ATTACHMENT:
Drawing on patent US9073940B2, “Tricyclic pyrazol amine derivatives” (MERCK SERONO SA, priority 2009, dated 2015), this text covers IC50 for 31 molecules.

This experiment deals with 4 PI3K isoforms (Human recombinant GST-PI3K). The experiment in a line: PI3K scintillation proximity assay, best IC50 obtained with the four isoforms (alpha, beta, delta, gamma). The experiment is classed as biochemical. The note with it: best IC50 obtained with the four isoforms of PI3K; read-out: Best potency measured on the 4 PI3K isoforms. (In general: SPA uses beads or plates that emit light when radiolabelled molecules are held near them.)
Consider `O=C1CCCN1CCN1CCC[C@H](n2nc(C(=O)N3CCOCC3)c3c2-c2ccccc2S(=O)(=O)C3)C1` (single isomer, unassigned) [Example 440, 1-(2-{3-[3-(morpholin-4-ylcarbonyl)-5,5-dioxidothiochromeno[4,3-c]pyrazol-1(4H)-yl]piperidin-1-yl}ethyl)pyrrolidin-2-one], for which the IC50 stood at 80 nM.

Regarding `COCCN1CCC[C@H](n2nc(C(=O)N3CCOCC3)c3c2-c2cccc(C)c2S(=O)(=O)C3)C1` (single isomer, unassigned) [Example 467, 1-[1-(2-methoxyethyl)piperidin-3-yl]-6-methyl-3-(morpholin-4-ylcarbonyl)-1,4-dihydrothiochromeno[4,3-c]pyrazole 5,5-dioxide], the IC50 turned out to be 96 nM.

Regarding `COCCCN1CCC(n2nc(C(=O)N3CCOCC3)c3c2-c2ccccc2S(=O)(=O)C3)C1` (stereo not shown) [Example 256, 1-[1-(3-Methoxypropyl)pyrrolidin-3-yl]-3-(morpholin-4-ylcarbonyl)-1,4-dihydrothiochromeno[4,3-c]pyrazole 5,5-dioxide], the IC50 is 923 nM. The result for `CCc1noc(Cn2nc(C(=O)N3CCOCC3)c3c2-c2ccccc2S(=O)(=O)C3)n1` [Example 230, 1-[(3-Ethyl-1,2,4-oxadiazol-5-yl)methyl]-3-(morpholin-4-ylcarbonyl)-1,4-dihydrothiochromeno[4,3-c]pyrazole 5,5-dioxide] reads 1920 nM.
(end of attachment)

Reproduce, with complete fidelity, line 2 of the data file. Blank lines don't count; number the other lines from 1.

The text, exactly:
This experiment deals with 4 PI3K isoforms (Human recombinant GST-PI3K). The experiment in a line: PI3K scintillation proximity assay, best IC50 obtained with the four isoforms (alpha, beta, delta, gamma). The experiment is classed as biochemical. The note with it: best IC50 obtained with the four isoforms of PI3K; read-out: Best potency measured on the 4 PI3K isoforms. (In general: SPA uses beads or plates that emit light when radiolabelled molecules are held near them.)